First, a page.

Additions to the Theodore Draper Research Files

by Will Love, Graduate Processing Assistant

Iran-Contra Affair
The Iran-Contra Affair,
Previously classified
documentation from federal agencies
and private sources

MARBL is pleased to announce new and updated additions to the collected manuscripts of Theodore Draper (MSS 579).  The collection now includes nineteen boxes of materials used by Draper during research for his book, A Very Thin Line: The Iran-Contra Affairs (1991).  The transcripts of Oliver North's and John Poindexter's federal trials and photocopies of North's private journals comprise the bulk of the material.

Other declassified documents from the National Security Council are also included, as well as newspaper clippings and journal articles. The clippings and articles exhibit the interesting way in which Americans identified with what they perceived as Oliver North's patriotism.  The clippings also contain several opinion pieces that attest to the political divisiveness of the North trials within the context of the United States' ideological war with communism.  While some of the materials date to before and after the Iran-Contra affair, most of the materials date from the 1980s when the Contra-Affair was unfolding.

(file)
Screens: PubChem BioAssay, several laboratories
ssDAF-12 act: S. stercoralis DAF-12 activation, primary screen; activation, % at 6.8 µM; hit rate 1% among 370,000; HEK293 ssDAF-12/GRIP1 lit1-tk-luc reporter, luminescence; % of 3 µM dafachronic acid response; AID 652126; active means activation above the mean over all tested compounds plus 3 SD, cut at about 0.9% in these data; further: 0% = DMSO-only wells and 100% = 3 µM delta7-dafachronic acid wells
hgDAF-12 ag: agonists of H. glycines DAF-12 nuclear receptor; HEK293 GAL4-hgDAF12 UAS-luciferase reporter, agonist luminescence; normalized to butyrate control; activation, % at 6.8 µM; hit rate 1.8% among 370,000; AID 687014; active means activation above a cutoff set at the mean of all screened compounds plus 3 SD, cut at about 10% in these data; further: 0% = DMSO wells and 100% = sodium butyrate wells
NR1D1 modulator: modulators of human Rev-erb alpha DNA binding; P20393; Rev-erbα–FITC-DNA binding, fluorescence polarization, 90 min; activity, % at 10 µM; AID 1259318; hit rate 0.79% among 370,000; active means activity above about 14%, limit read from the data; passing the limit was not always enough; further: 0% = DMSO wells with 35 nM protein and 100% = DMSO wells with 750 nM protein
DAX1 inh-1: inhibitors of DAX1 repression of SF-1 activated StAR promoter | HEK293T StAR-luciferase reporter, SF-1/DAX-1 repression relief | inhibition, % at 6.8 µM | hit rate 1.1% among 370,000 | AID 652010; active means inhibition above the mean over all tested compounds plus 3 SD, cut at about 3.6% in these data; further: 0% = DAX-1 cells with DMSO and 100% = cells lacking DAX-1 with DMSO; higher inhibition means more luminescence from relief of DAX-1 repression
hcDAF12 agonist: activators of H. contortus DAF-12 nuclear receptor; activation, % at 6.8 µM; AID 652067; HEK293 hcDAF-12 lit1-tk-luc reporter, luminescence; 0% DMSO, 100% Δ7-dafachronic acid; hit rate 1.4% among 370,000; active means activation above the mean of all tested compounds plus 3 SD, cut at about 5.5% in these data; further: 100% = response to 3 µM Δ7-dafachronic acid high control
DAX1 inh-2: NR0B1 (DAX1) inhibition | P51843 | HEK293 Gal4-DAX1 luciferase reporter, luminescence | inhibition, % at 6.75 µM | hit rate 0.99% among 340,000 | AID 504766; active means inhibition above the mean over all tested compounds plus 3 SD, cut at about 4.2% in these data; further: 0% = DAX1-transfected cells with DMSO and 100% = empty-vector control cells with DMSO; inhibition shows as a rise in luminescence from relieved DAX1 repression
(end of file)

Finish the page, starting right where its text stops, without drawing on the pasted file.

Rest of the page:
Earl Browder Pamphlet

In addition to the new Iran-Contra materials, Draper's collection of American and international Communist pamphlets has been reprocessed so that researchers can now locate specific pamphlets within the finding aid.  The pamphlets are grouped by American, International, and Communist-International publishers, and the three groupings comprise around 1,000 pamphlets that date from the late 1800s to the 1970s.  The American pamphlets, the most voluminous grouping, contain pamphlets by noted American communists such as Earl Browder and William Z. Foster.  The pamphlets often argue for the necessity of unionization among American workers and also often address specific cases of labor and class exploitation throughout the United States. 

Other American pamphlets are authored by European and Soviet writers to persuade American readers to embrace communist ideology.  Most of the International and Communist-International pamphlets either articulate viewpoints on European communist ideology or relay the reports of European socialist organizations.  German reading researchers may particularly find the reports of the Weltkongresses der Kommunistischen Internationale interesting, as Emory's library is now one of three libraries in the world to include these reports in its special collections.

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